The Gun and the Pen: Hemingway, Fitzgerald, Faulkner, and the Fiction of Mobilization / Edition 1

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Overview

Ernest Hemingway, F. Scott Fitzgerald, and William Faulkner stand as the American voice of the Great War. But was it warfare that drove them to write? Not according to Keith Gandal, who argues that the authors' famous postwar novels were motivated not by their experiences of the horrors of war but rather by their failure to have those experiences. These 'quintessential' male American novelists of the 1920s were all, for different reasons, deemed unsuitable as candidates for full military service or command. As a result, Gandal contends, they felt themselves emasculated—not, as the usual story goes, due to their encounters with trench warfare, but because they got nowhere near the real action. Bringing to light previously unexamined Army records, including new information about the intelligence tests, The Gun and the Pen demonstrates that the authors' frustrated military ambitions took place in the forgotten context of the unprecedented U.S. mobilization for the Great War, a radical effort to transform the Army into a meritocratic institution, indifferent to ethnic and class difference (though not to racial difference). For these Lost Generation writers, the humiliating failure vis-à-vis the Army meant an embarrassment before women and an inability to compete successfully in a rising social order, against a new set of people. The Gun and the Pen restores these seminal novels to their proper historical context and offers a major revision of our understanding of America's postwar literature.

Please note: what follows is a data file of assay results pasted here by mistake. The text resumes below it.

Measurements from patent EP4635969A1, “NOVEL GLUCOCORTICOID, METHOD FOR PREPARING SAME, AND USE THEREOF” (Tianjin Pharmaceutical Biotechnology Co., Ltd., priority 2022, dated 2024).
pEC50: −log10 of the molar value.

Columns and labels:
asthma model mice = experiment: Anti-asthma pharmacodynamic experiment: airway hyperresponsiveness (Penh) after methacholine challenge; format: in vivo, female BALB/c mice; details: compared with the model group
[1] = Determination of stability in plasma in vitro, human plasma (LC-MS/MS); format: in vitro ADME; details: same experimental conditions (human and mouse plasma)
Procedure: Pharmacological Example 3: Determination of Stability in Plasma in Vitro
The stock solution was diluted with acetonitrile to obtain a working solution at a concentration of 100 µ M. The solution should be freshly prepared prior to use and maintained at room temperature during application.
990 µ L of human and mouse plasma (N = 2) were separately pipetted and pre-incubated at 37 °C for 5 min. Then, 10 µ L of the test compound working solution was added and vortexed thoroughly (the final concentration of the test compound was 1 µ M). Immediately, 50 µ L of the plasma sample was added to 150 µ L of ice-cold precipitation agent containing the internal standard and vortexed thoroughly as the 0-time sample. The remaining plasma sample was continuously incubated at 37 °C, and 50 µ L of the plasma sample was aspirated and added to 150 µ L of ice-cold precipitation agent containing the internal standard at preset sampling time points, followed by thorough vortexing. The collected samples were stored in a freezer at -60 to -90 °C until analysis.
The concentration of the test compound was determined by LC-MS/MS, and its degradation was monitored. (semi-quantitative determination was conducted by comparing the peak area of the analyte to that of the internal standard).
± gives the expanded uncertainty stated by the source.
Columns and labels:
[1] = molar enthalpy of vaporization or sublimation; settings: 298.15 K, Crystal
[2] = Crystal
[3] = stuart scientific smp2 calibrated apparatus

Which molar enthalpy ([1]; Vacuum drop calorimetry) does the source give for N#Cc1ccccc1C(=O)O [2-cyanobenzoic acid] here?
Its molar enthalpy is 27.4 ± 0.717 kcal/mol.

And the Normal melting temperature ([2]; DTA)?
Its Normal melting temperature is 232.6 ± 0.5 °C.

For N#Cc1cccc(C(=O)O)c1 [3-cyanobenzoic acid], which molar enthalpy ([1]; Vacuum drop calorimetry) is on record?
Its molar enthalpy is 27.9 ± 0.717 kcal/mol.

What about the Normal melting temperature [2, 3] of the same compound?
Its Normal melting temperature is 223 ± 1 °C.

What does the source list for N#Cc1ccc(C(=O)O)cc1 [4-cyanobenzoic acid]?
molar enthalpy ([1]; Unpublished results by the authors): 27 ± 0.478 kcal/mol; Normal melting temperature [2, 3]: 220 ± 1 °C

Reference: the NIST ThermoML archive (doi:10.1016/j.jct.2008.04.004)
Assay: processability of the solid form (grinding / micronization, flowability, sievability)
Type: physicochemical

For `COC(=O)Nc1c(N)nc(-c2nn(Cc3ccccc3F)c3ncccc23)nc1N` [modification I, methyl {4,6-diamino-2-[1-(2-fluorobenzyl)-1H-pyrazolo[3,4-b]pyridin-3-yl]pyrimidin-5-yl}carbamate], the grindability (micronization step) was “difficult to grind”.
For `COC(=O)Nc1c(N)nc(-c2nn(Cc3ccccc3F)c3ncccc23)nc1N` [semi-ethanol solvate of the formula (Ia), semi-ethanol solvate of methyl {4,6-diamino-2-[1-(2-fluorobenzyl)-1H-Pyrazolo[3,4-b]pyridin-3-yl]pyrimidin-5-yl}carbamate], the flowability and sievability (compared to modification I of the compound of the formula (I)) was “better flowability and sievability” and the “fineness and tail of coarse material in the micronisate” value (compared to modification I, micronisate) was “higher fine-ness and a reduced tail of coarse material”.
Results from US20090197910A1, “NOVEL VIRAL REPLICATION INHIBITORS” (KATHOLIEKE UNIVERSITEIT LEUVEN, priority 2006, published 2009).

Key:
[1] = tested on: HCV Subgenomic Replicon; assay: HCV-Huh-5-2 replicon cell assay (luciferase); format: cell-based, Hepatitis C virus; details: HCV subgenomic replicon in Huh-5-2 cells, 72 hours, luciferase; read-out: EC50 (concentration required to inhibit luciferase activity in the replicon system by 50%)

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Editorial Reviews

From the Publisher
"An innovative study." —Choice

"To our significant if doomed scholarly efforts to unknot the complex tangle of race, ethnicity, gender, sexuality, and war, we have new help in the form of Keith Gandal's The Gun and the Pen." —The Hemingway Review

"Gandal provides a radically new and convincing critique . . . I highly recommend The Gun and the Pen to students of history and literature alike as a superb example of what a multidisciplinary study can accomplish."-The Journal of Military History

"Gandal is the first person to see the relevance of the experience of mobilization to American fiction and he has—with great brilliance as well as originality—demonstrated exactly the kind of difference it made to some of the central texts of the 20s and beyond. The Gun and the Pen will make an important difference to our understanding of American modernism."—Walter Benn Michaels, University of Illinois at Chicago

"With highly original and insightful readings of three of our most canonical fictions of the postwar era—The Great Gatsby, The Sun Also Rises, and The Sound and the Fury—The Gun and the Pen provides rich new materials that document a revised, more accurate account of America's mobilization efforts in World War I."—Jackson R. Bryer, University of Maryland

"The Gun and the Pen offers a bold and entirely original interpretation of the leading American modernist writers and their greatest works. Gandal uses archival evidence to great advantage in showing how the war culture of the early twentieth century, with its corresponding revolution in perceptions of sexuality, ethnic identity, and meritocracy, was integral to the era's literary masterpieces."—Eric J. Sundquist, University of California, Los Angeles

"An original and paradigm-changing analysis." — Richard Slotkin, Wesleyan University